Hear ye, hear ye: in addition to the 2018 BCW holiday party, which will include all the events in the aforementioned post (see for additional details), there will be a WRITING CONTEST for those interested. For any who may have followed the infamous Janet Reid site, the rules are surprisingly similar:
200 words maximum.
Must involve the following 5 words: 1) regift, 2) batter, 3) pine, 4) sleigh and 5) icicle. All 5 words must be included in the story, although plurals and transmogrifications are accepted (e.g., ‘batters’ and ‘regifted’). Words may also have more than one meaning or may be used to substitute for similar-sounding words of different spellings.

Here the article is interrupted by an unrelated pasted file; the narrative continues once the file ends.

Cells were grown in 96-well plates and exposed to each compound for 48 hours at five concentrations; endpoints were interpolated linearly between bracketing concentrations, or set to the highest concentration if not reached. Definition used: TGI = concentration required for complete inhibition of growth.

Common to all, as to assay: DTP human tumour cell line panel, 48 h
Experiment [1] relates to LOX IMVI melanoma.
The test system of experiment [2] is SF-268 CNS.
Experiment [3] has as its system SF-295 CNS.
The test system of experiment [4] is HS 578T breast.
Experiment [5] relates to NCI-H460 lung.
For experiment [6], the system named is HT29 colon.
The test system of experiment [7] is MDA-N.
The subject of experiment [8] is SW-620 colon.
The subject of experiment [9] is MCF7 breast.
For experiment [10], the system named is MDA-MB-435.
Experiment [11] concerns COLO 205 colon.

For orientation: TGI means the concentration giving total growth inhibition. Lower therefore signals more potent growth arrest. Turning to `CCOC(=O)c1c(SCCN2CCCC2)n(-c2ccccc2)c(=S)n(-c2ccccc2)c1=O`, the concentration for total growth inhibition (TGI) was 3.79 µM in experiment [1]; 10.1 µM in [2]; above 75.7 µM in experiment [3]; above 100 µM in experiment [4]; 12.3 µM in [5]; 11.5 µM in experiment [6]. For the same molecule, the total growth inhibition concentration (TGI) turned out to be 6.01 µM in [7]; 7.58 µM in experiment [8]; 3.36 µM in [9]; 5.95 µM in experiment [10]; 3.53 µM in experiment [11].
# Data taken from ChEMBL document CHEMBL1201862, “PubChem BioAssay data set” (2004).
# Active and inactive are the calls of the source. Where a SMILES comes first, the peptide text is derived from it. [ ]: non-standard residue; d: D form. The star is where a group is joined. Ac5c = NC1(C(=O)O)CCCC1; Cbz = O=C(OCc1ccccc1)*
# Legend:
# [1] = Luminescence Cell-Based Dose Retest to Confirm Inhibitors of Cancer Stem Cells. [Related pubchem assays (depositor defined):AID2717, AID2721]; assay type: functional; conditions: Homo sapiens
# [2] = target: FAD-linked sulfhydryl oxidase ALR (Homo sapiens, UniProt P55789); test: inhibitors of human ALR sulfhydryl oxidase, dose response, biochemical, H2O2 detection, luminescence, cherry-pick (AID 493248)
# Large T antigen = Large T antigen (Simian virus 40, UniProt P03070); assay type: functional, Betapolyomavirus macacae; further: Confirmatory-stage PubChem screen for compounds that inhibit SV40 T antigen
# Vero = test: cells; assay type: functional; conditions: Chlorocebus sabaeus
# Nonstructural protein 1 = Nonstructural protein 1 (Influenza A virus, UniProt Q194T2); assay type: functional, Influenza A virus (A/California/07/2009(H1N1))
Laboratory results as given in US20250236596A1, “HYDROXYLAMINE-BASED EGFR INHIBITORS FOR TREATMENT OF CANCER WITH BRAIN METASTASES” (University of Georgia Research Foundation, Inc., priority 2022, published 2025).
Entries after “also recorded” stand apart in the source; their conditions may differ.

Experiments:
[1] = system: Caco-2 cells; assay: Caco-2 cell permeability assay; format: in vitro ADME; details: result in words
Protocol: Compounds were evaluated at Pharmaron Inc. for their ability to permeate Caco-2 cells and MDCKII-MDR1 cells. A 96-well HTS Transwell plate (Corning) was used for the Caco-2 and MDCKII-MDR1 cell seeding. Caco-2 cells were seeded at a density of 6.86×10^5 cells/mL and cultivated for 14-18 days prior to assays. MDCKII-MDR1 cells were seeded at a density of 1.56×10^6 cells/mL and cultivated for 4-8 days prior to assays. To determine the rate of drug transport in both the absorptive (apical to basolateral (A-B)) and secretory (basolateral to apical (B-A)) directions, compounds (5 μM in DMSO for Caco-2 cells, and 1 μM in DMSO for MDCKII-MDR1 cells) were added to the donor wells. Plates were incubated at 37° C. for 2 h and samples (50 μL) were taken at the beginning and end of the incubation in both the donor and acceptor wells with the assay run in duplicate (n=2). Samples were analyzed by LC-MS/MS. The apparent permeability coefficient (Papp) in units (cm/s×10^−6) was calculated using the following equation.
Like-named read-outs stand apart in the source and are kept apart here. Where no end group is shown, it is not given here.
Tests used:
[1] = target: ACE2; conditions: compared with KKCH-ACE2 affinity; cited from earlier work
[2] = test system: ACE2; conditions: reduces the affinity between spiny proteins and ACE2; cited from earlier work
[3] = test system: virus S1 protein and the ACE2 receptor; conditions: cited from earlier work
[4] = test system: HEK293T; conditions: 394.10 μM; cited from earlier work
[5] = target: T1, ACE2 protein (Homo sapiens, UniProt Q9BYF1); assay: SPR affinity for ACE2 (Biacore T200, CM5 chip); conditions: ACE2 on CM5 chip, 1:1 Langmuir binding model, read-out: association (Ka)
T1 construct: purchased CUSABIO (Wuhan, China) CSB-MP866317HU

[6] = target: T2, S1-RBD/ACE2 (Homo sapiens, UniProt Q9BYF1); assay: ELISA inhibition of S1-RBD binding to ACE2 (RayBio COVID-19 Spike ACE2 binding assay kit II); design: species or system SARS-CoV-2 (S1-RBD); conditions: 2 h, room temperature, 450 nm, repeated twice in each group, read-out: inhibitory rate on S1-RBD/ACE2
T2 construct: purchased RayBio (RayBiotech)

Participants can be BCW members or interested non-members, but you should plan on attending the holiday party (12/8). Significant others, relatives and/or friends who also attend may also participate.
Keep in mind: we’re mystery writers, not pastry chefs. So the more murdery (murderier? murderiest?), the better.
Submit entries to email@example.com no later than 11:59 p.m., Thursday, 12/6 (please include the name of the author). One entry per attendee, please. Top finishers will be presented at the holiday party Saturday, 12/8, with awards of indeterminate value (i.e., cheap) presented at the holiday party to the top finishers. And the winner will be published on the BCW website (yeah, baby!).
So on the count of three . . . one. Two. Wait for it: three . . . start scribbling. See y’all 12/8.